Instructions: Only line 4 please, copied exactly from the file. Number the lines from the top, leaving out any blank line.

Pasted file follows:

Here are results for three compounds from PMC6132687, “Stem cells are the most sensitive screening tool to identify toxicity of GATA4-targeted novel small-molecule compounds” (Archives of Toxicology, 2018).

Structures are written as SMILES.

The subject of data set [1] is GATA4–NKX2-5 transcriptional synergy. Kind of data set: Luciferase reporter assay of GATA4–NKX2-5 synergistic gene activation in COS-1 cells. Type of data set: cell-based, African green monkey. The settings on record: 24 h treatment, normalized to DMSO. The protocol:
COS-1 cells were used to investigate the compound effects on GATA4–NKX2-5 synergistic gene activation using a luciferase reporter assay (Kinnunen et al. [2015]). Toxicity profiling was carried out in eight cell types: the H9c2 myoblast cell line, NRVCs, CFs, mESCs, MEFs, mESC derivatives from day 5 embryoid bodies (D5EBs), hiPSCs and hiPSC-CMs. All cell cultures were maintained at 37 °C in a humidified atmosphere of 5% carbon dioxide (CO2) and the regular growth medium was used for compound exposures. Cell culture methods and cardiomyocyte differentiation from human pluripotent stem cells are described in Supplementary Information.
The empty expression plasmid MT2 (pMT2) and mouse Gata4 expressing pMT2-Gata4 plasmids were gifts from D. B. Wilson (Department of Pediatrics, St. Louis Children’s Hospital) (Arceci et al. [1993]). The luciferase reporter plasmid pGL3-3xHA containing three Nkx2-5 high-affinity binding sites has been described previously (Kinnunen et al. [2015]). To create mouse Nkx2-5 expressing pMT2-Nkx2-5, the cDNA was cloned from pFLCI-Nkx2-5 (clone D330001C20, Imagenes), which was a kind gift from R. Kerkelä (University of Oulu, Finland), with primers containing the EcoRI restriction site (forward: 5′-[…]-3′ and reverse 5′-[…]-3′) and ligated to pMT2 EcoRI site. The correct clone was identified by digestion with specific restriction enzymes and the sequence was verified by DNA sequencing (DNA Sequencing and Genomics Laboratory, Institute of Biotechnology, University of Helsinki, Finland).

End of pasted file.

COS-1 cells were used to investigate the compound effects on GATA4–NKX2-5 synergistic gene activation using a luciferase reporter assay (Kinnunen et al. [2015]). Toxicity profiling was carried out in eight cell types: the H9c2 myoblast cell line, NRVCs, CFs, mESCs, MEFs, mESC derivatives from day 5 embryoid bodies (D5EBs), hiPSCs and hiPSC-CMs. All cell cultures were maintained at 37 °C in a humidified atmosphere of 5% carbon dioxide (CO2) and the regular growth medium was used for compound exposures. Cell culture methods and cardiomyocyte differentiation from human pluripotent stem cells are described in Supplementary Information.